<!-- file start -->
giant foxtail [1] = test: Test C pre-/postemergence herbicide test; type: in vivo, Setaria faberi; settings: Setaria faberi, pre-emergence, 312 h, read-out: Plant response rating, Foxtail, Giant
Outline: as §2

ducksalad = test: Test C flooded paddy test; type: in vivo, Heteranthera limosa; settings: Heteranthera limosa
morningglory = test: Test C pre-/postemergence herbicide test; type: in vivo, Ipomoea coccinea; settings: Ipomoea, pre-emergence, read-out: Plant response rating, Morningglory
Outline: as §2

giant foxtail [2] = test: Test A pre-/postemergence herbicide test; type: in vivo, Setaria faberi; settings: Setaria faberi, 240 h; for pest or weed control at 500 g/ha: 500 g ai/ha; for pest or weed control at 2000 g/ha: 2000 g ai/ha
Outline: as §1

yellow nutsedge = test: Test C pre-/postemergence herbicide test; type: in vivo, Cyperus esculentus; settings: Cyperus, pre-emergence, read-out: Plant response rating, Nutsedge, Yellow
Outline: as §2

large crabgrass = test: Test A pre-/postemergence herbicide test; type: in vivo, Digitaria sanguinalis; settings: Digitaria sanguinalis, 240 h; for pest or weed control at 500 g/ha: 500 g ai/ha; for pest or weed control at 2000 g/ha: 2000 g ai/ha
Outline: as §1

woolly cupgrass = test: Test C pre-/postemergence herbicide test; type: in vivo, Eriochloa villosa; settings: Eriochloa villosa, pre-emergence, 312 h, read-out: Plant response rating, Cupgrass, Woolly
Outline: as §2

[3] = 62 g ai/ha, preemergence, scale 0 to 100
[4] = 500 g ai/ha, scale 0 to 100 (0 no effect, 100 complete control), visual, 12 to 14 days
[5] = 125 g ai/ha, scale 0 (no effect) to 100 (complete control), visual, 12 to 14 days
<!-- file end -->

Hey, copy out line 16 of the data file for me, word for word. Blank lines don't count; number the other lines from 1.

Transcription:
[5] = 125 g ai/ha, scale 0 (no effect) to 100 (complete control), visual, 12 to 14 days